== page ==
In the first-ever visit by a civilian reporter to the Sky Crows Squadron’s base, the IAF gives a rare glimpse into Israel’s state-of-the-art electronic warfare capabilities.
Sometime after midnight on September 6, 2007, 10 F-15I fighter jets took off from an air force base in Israel and headed towards Syria. The target – a nuclear reactor being built along the Euphrates River modeled after the North Korean reactor in Yongbyon and financed with Iranian assistance.
Minutes into the flight, the command came through from headquarters in Tel Aviv and seven of the planes broke away from the formation and dipped into Syrian airspace. Seconds later they had already dropped their first bomb on a radar installation. Only a few moments had passed and the planes were already over the nuclear reactor, dropping their AGM-65 bombs, each one weighing about half a ton.
As the planes began making their way out of enemy airspace, the Syrian military finally woke up and fired air defense missiles into the air. But it was too little, too late.
This is the reported story of the so-called Operation Orchard, the bombing of a fledgling nuclear reactor which Syrian President Bashar Assad was building illicitly in an effort to strike a balance of power with Israel. Israel never confirmed attacking the site.
What is less known about the raid on the reactor is Israel’s reported use of electronic warfare in neutralizing Syria’s air defense systems, which form a tight line of security along its borders against Israeli raids like the one three years ago.
Two months after the operation, Aviation Week published a story titled “Israel shows electronic prowess” claiming that Israeli Air Force (IAF) electronic warfare (EW) systems succeeded in deactivating all of Syria’s air defense systems for the entire period of time that the Israeli fighter jets needed to infiltrate the country, bomb their target and escape.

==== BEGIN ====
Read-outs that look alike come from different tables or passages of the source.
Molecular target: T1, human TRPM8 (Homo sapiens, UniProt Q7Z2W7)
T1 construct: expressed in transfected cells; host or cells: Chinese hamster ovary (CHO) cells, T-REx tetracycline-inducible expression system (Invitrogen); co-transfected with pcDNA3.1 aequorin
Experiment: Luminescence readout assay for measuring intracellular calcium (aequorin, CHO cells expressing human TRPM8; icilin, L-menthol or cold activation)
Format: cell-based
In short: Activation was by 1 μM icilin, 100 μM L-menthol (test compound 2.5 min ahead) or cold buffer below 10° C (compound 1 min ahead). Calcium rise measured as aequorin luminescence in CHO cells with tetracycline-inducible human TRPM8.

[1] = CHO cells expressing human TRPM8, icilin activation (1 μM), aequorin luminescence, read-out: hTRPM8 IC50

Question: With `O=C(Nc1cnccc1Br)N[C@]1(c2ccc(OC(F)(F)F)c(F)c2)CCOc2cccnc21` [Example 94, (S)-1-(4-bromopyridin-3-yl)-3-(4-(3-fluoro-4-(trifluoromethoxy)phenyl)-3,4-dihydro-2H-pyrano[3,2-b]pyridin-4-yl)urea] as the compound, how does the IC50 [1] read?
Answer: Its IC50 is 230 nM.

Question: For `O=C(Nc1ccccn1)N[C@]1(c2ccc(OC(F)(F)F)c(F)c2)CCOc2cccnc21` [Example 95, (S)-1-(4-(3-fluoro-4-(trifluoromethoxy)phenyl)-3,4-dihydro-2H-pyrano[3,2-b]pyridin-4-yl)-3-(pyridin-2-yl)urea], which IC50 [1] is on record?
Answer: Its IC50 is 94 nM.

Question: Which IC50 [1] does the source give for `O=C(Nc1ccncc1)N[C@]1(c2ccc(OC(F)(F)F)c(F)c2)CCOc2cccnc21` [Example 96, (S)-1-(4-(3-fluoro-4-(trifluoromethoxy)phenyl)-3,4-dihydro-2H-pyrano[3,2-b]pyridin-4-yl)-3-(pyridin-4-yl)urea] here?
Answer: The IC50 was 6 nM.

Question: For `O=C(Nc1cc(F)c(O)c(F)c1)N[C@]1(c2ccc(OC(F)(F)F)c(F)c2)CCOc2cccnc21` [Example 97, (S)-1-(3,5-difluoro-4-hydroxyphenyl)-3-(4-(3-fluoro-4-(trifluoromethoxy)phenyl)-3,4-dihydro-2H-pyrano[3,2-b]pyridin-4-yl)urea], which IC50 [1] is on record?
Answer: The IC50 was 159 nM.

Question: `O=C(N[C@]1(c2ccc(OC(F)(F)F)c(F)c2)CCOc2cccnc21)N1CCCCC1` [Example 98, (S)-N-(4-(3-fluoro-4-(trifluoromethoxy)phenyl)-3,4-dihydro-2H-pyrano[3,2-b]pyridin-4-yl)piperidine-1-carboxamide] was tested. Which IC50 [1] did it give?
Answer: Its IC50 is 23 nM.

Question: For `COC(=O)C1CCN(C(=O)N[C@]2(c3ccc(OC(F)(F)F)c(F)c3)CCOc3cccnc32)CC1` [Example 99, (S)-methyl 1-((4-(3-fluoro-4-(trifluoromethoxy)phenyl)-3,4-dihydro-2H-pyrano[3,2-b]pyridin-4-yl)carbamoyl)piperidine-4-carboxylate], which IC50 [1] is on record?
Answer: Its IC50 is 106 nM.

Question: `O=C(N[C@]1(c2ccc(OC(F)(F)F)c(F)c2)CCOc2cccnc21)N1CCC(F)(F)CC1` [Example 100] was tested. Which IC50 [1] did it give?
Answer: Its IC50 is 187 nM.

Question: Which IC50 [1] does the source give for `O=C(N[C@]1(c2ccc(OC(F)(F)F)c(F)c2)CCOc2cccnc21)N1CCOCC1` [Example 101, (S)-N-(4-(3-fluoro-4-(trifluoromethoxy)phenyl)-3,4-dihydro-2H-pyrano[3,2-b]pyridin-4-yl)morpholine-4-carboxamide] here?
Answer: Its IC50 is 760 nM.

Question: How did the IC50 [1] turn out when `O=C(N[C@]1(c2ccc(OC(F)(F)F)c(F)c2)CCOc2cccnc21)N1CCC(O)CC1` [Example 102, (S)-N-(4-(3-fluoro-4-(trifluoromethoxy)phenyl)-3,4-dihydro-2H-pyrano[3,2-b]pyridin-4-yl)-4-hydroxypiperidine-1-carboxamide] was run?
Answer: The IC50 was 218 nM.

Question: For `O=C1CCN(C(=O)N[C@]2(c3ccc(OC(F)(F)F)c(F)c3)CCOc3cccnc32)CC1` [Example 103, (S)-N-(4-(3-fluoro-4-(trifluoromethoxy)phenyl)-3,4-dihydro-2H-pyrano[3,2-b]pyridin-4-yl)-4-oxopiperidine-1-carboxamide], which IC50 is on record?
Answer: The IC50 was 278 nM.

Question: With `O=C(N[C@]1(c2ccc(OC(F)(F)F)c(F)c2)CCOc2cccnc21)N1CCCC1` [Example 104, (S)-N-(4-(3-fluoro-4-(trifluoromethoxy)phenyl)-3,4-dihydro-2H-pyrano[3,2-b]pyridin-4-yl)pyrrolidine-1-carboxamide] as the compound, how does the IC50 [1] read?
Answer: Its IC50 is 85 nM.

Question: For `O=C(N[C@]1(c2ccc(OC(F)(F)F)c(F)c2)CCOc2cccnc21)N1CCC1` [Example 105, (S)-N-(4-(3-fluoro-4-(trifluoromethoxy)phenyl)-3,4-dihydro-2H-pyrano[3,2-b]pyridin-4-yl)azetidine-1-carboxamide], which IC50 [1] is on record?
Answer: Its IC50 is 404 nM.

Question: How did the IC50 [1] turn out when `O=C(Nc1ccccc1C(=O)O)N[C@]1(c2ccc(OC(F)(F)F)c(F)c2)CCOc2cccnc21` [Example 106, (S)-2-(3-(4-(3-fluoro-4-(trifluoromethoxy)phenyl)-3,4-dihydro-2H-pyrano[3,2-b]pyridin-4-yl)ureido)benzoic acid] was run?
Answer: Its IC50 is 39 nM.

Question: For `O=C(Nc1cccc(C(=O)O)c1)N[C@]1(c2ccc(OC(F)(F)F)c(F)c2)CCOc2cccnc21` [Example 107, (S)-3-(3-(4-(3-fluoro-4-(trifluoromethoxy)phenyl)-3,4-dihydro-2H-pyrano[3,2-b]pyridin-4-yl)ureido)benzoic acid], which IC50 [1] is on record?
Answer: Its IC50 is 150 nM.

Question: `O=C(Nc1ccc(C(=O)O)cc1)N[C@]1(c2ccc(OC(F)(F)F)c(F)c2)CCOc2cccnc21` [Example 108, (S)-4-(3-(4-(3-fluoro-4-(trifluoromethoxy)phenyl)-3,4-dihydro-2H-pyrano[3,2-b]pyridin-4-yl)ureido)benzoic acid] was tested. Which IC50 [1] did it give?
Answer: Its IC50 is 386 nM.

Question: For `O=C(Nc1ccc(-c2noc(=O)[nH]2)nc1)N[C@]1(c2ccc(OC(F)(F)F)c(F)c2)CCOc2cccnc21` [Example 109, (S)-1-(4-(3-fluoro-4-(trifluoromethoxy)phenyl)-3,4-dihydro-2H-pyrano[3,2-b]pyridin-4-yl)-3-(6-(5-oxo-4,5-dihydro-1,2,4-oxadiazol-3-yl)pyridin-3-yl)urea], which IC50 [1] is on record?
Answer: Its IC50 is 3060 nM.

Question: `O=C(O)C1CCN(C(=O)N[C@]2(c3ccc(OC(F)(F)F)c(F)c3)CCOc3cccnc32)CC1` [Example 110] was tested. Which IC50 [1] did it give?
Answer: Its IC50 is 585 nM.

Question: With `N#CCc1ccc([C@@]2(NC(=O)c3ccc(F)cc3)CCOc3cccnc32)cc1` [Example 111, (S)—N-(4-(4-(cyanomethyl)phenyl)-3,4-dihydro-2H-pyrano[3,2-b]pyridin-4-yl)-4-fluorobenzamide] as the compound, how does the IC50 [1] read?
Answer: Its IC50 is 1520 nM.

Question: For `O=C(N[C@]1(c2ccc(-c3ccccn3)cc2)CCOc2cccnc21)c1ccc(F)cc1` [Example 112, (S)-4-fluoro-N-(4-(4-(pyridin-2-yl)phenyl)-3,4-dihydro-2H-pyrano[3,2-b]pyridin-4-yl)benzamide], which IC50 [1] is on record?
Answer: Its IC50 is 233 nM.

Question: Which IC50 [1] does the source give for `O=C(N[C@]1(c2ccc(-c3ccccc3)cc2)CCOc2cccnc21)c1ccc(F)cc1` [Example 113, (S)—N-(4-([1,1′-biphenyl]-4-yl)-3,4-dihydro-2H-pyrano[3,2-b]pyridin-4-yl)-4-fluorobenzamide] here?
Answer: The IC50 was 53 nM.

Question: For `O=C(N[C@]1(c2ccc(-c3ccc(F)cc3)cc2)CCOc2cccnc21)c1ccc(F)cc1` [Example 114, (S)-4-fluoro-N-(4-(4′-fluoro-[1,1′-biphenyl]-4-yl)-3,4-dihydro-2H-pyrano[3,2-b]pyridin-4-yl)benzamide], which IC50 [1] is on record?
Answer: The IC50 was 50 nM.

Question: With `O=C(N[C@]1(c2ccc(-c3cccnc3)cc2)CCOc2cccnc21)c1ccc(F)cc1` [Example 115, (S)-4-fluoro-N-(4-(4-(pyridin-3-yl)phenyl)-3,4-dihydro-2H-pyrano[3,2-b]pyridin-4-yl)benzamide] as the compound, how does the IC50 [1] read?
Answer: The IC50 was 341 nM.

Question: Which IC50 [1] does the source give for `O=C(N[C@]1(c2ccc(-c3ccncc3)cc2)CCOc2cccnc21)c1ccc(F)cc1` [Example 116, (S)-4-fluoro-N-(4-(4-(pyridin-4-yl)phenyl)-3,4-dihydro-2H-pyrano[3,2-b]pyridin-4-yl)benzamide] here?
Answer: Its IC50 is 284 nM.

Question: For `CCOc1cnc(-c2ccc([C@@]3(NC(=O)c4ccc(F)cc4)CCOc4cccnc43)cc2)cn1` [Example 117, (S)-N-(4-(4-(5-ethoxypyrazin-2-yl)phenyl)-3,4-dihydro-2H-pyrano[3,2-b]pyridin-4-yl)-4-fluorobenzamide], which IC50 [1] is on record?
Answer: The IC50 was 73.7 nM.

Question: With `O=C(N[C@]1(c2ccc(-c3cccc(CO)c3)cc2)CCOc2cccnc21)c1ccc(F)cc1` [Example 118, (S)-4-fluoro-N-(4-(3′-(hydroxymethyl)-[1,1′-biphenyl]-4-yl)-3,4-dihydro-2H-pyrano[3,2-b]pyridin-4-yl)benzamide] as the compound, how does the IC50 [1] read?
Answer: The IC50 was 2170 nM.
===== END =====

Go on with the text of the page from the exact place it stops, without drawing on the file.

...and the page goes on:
Israel has never confirmed its use of electronic warfare and network invasion during the 2007 strike, just like it has never publicly confirmed that it was, in fact, the Israeli air force behind the bombing. In the article, however, Pinchas Buhris, who served as director general of the Defense Ministry at the time, admitted that Israel was investing a great deal of resources in developing these state-of-the-art capabilities.
“You need this kind of capability,” Buchris said at the time. “You’re not being responsible if you’re not dealing with it. And, if you can build this kind of capability, the sky’s the limit.”
For Lt.-Col. Oren, commander of the IAF’s Sky Crows Squadron – the unit responsible for developing and operating Israel’s EW capabilities, this statement is more than true.
In an exclusive interview and visit to the squadron – the first ever by a civilian reporter – Oren provides a unique and rare glimpse into the quieter side of what the air force does. While pilots and fighter jets usually steal the headlines, in most operations there is always an element of EW involved, assisting the planes in getting where they need to go undetected.
The squadron’s mission is quite simple, Oren explains. “The current theater of operations for aircraft is challenged and threatened by advanced surface-to-air missile systems in enemy territory,” he says. “Our objective is to activate our systems and to disrupt and neutralize the enemy’s systems.” (end of excerpt)
Click here to read the full story on the Jerusalem Post website.